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Death Tax charged for Baby

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posted on Jan, 11 2011 @ 10:52 PM
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SEATTLE -- Olivia Clark lived for only one hour. Doctors didn't even expect her to survive birth. Now her family has a hard time understanding why the King County Medical Examiner has to review her death and charge $50.


I am not very sorry for what I am about to say...


I would be telling the county where to go and refuse to pay...

If it goes to court, demand jury trial...

I have been there, but never have I heard of such heartless garbage from guvmint..

their excuse




"The reason we do that is to make sure no one goes to the crematorium or to their grave without society and the family knowing exactly how their loved one died," says Gareth Johnson, King County Prevention Division Manager.


you decide ATS...

(bamstomper found but cant post yet)




posted on Jan, 11 2011 @ 10:57 PM
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reply to post by ripcontrol
 


Their excuse sounds pretty reasonable to me.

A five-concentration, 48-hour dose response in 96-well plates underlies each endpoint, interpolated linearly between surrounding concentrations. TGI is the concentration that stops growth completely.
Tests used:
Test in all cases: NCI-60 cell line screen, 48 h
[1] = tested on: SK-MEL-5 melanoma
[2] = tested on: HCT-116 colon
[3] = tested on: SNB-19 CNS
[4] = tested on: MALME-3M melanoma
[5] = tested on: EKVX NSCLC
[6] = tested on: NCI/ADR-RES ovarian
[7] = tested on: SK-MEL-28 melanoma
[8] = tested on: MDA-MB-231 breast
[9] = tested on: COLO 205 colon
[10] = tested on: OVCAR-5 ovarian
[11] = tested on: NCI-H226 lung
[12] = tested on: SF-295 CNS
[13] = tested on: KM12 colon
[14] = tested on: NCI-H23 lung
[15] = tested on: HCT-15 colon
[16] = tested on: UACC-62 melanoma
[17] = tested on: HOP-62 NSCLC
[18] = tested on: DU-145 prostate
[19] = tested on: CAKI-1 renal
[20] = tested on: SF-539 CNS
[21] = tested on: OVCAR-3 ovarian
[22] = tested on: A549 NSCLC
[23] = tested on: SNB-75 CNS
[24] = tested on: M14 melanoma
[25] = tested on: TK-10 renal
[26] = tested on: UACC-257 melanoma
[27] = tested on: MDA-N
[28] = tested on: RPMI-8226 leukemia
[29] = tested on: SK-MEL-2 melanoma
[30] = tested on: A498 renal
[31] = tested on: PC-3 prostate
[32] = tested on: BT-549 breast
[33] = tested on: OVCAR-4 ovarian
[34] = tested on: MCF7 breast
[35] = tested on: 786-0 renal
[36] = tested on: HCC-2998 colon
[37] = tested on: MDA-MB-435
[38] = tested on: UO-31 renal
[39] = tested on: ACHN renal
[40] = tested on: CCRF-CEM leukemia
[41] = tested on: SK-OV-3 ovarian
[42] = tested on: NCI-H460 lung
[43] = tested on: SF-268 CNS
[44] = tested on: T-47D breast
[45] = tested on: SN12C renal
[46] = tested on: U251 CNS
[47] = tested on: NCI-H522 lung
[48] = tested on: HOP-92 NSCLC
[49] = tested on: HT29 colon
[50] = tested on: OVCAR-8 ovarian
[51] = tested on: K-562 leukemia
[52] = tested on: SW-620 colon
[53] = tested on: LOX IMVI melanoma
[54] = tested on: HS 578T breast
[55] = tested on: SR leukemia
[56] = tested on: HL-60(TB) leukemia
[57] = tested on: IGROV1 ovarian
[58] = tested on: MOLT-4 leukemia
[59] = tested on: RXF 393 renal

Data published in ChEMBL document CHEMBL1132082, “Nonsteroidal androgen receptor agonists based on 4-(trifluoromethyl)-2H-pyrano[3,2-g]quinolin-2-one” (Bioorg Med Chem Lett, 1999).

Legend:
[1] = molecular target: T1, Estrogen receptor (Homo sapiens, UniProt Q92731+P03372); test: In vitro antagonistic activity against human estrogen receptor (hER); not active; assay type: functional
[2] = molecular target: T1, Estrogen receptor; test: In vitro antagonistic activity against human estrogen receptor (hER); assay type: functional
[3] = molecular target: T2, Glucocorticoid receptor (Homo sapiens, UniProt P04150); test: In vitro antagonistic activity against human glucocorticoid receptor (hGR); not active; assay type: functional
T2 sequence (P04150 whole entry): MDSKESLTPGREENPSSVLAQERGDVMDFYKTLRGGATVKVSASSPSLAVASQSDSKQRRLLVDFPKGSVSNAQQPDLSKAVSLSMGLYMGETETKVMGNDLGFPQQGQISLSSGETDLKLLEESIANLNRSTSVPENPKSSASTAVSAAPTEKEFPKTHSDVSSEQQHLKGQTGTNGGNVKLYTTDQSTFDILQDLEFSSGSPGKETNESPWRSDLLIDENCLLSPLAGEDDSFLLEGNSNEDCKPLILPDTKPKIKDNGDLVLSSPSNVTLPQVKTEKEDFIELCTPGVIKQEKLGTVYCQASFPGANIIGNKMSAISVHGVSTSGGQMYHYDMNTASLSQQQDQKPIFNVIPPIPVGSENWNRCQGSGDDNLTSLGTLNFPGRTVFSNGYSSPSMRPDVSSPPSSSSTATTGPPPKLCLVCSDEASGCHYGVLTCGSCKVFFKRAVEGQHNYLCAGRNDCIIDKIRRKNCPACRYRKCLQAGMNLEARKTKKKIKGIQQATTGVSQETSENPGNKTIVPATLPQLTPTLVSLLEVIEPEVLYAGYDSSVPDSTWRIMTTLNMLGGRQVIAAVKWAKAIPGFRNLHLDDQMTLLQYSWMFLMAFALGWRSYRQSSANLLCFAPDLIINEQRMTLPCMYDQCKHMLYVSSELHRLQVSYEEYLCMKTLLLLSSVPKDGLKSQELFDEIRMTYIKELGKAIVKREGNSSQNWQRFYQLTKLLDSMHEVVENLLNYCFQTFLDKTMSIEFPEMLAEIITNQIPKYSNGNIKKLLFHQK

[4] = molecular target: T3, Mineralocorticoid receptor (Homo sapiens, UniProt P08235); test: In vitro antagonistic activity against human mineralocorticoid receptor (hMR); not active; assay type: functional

I know if my child died, after carrying him for nine months, I would like to know the cause of death.
edit on 11-1-2011 by alittleironic because: typo



posted on Jan, 11 2011 @ 11:00 PM
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reply to post by alittleironic
 


on this one Ill plead ignorance... I am find the subtle differences in states apply here... I thought it was done at the hospital for all children...

But to bill the parents ... I went through it and never did I ever see this garbage...



posted on Jan, 11 2011 @ 11:02 PM
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reply to post by alittleironic
 


They know the cause of death:



Her grandparents say Olivia was polycystic and, as a result, her lungs never developed.



posted on Jan, 11 2011 @ 11:03 PM